Grayson Allen
Spencer Hazen, ESNY Graphic, Getty Images

The most-hated player in college basketball is leaving that behind to start his career in the NBA. Grayson Allen’s competitive drive makes him a great fit for the Brooklyn Nets.

He’s the Draymond Green of this generation. He’s competitive, and he’s been caught mistaking the basketball court for the octagon at times.

But Grayson Allen wants to win, more than anything.

The Brooklyn Nets share the same goal and are amidst a rebuild with hopes of one day contending for a championship.

With the 29th pick of the 2018 NBA Draft, I propose the Nets select Allen, and add a winning drive to their young locker room.

Brooklyn failed to live up to expectation last year, after adding young D’Angelo Russell and veteran shooters DeMarre Carroll and Allen Crabbe. Russell missed over 30 games, Crabbe was inconsistent, though Carroll had a career season.

This year, head coach Kenny Atkinson is set to reload with the same pieces, plus a first-round draft pick. In that draft selection, Brooklyn needs both an immediate impact player, and long-term addition to the rebuild.

Cue Grayson Allen, of Duke University.

A rounded player coming off four full seasons in college ball, Allen’s game revolves around energy. He’s capable of scoring at a high volume, and defends at the same level.

A look at the guard’s competitive drive, and why he may end up in a Brooklyn Nets uniform come next season.

(Photo by Streeter Lecka/Getty Images)


Allen experienced a decline in scoring from his sophomore season on, but still shows flashes of a prolific scorer.

From behind-the-arc to mid-range and on to the post, this kid finds a way to get buckets. Check this 23-point performance against Notre Dame back in March.

His ability to drive down the lane and launch the three-ball make him a more than appropriate fit for the Nets’ offense. He shot the ball well with the Blue Devils as well; nearly 42 percent from the floor and 37 from deep.

Elsewhere on the court, Allen is making hustle plays and getting gritty on defense.

He averaged 1.7 steals per game last year for Duke and recorded a career-high five steals on multiple occasions. Including this win over the North Carolina Tar Heels.

He consistently displays that ‘extra gear’ on defense that separates the NBA’s average and elite defenders. It would be more than welcome on a team that earned the 25th worst defensive rating last season.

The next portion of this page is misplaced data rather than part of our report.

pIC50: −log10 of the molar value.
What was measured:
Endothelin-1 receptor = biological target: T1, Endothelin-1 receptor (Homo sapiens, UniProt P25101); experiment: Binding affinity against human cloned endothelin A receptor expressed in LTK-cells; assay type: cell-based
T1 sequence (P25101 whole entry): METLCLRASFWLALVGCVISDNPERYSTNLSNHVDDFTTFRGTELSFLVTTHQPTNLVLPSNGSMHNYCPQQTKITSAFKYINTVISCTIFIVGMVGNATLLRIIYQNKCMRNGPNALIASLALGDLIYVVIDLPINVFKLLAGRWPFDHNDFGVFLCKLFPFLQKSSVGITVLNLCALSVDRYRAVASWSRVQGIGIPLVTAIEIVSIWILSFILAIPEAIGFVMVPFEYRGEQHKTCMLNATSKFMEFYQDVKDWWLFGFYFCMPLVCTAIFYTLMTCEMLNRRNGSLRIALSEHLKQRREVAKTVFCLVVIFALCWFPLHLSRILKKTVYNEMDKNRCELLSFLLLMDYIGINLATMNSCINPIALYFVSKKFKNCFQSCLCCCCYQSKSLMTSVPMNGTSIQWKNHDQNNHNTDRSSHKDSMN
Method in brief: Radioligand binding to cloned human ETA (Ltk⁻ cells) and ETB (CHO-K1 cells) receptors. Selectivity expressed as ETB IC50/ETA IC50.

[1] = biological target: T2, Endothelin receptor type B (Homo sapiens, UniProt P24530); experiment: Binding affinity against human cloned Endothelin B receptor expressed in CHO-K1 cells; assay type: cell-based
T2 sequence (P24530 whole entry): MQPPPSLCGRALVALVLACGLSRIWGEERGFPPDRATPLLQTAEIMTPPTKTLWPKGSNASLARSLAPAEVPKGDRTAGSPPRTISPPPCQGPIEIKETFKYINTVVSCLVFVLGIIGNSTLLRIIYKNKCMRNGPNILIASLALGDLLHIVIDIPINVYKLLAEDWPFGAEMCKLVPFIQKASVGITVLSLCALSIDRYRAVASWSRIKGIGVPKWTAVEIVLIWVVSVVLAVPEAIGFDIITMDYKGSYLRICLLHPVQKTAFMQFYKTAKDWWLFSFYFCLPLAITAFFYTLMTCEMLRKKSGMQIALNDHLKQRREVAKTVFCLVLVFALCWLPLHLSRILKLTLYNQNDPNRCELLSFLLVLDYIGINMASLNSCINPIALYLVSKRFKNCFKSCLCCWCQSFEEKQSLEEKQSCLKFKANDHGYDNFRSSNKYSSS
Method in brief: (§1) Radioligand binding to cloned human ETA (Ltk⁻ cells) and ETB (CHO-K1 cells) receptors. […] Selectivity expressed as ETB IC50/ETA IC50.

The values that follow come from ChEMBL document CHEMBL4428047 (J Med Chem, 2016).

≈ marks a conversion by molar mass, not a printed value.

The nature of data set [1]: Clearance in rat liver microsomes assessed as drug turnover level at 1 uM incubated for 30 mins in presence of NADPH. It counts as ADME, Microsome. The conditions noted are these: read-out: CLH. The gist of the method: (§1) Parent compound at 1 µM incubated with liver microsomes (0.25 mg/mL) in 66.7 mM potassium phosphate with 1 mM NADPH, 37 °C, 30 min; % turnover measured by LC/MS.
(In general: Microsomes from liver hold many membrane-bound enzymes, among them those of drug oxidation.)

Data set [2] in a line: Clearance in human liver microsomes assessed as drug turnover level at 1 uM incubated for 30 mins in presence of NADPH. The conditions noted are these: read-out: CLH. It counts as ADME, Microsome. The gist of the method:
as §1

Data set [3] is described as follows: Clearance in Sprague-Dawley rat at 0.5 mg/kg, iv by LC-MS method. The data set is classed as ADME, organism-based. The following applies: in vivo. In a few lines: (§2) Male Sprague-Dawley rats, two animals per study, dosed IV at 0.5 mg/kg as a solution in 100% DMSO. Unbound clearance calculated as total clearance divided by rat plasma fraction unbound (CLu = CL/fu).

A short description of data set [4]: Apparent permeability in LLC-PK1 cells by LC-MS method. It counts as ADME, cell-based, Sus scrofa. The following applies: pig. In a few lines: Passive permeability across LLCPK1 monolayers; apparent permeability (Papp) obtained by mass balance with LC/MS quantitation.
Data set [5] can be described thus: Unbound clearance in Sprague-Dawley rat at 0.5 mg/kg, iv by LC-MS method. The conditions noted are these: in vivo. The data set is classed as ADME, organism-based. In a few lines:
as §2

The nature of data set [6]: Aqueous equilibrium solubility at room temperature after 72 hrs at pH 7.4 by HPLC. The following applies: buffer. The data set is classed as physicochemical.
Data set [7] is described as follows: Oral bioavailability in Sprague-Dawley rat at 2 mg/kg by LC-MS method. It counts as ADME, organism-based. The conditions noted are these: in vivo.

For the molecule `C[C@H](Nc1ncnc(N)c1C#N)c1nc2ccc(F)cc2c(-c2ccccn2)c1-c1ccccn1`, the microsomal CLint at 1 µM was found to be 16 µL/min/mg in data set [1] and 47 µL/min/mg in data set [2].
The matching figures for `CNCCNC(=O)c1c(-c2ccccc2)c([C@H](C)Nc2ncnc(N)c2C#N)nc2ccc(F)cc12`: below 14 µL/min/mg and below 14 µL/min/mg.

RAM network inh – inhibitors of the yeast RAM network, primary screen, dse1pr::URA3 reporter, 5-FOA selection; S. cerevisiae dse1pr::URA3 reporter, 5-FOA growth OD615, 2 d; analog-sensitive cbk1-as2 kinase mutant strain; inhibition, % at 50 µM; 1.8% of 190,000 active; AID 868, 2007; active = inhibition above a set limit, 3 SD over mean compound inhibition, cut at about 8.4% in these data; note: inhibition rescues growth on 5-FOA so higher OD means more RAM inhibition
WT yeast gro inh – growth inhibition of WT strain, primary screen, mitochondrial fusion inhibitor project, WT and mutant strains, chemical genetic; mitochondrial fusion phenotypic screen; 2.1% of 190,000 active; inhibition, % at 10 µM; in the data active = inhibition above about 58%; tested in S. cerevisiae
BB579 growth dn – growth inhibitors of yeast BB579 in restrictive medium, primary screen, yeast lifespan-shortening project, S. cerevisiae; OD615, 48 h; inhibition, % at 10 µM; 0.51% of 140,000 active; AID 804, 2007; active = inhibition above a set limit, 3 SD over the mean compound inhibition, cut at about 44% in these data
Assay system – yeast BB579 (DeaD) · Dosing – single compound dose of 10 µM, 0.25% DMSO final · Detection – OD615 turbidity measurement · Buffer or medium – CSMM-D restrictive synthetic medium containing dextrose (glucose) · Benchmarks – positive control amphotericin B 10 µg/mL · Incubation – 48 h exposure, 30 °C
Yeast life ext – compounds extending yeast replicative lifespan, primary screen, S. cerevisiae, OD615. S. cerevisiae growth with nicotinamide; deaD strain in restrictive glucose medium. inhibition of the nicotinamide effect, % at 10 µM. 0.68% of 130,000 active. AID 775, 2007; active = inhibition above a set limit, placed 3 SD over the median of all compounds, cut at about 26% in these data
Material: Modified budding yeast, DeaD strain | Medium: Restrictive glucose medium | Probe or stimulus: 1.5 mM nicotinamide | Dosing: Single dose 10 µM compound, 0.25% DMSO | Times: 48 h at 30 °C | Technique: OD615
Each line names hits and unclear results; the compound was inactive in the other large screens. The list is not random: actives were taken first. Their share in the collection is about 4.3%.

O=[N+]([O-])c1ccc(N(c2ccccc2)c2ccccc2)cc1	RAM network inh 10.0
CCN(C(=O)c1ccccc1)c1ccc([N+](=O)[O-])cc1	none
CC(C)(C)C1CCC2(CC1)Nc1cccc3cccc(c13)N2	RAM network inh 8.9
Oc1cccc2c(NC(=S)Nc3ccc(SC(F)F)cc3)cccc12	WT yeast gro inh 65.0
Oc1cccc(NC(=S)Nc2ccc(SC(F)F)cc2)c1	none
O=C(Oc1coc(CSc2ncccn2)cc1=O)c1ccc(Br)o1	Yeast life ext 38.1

For Brooklyn specifically, Allen definitely appears comfortable playing in both guard positions. With such a logjam at the one and two, the Nets may need a versatile combo guard–which he’s shown he can be.


Allen has displayed an ability to score the ball. He plays hard-knock defense. But his shot overall is inconsistent, and on-ball defense isn’t his strong suit.

At 22-years-old, how much upside is there in a senior guard from one of college basketball’s more prominent coaching programs?

Albeit high-volume, Allen’s scoring appears one-dimensional. Pull-up jumpers and straight drives down the lane. Do the Nets have a playmaker that can help to expand Allen’s game?

One could argue that, but even then, would it be enough? Brooklyn’s core is young, and may only help the guard solidify his ceiling before it can even begin to take shape.

Then you have to take his temperament into account. Allen was accused of purposely tripping his defenders on more than one occasion throughout his career.

That doesn’t look great on any job application, let alone the NBA. But should Nets’ general manager Sean Marks view it on the lighter side of effort, it could further influence this selection.


The latest NBA mock drafts have Allen as a first to early-second round selection.

Tyler Conway of Bleacher Report has the Duke graduate going 28th overall to the Golden State Warriors.

Gary Parrish of CBS Sports has Grayson going 26th to the Philadelphia 76ers, in light of JJ Redick leaving to free agency. That has yet to be decided, however.

It’s worth noting that the Nets were the first team to host Allen for a workout-which he mentions here. There was interest from the jump, and he shot nearly lights out, as seen in this video via Draft Express.

The Brooklyn Nets motto last season was ‘Brooklyn Grit.’ In almost every sense of the phrase, Grayson Allen embodies that as a player. With the right foundation, he may find a way to redefine it on an NBA level.

If Allen is available when the Nets get on the board at 29th overall, I have no doubt he’ll be heavily considered if not selected. His proven knack for scoring and mettlesome defense make him a prime candidate to be apart of this franchise’s future.

Writer, reader, entertainer. New York Knicks and the Carolina Panthers. Hoodie Melo is my spirit animal.